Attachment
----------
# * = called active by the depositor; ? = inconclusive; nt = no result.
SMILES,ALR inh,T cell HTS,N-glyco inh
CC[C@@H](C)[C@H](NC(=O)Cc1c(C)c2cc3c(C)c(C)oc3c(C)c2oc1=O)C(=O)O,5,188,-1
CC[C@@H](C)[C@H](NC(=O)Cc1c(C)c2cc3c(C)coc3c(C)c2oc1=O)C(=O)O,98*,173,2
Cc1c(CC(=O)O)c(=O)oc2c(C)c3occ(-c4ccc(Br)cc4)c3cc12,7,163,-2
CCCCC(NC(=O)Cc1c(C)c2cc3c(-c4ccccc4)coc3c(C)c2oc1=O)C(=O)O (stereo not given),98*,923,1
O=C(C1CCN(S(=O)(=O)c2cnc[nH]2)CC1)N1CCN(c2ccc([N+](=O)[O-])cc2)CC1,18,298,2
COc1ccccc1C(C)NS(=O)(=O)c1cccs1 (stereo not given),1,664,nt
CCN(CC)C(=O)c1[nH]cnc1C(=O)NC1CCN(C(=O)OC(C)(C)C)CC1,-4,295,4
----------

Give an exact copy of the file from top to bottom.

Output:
# * = called active by the depositor; ? = inconclusive; nt = no result.
SMILES,ALR inh,T cell HTS,N-glyco inh
CC[C@@H](C)[C@H](NC(=O)Cc1c(C)c2cc3c(C)c(C)oc3c(C)c2oc1=O)C(=O)O,5,188,-1
CC[C@@H](C)[C@H](NC(=O)Cc1c(C)c2cc3c(C)coc3c(C)c2oc1=O)C(=O)O,98*,173,2
Cc1c(CC(=O)O)c(=O)oc2c(C)c3occ(-c4ccc(Br)cc4)c3cc12,7,163,-2
CCCCC(NC(=O)Cc1c(C)c2cc3c(-c4ccccc4)coc3c(C)c2oc1=O)C(=O)O (stereo not given),98*,923,1
O=C(C1CCN(S(=O)(=O)c2cnc[nH]2)CC1)N1CCN(c2ccc([N+](=O)[O-])cc2)CC1,18,298,2
COc1ccccc1C(C)NS(=O)(=O)c1cccs1 (stereo not given),1,664,nt
CCN(CC)C(=O)c1[nH]cnc1C(=O)NC1CCN(C(=O)OC(C)(C)C)CC1,-4,295,4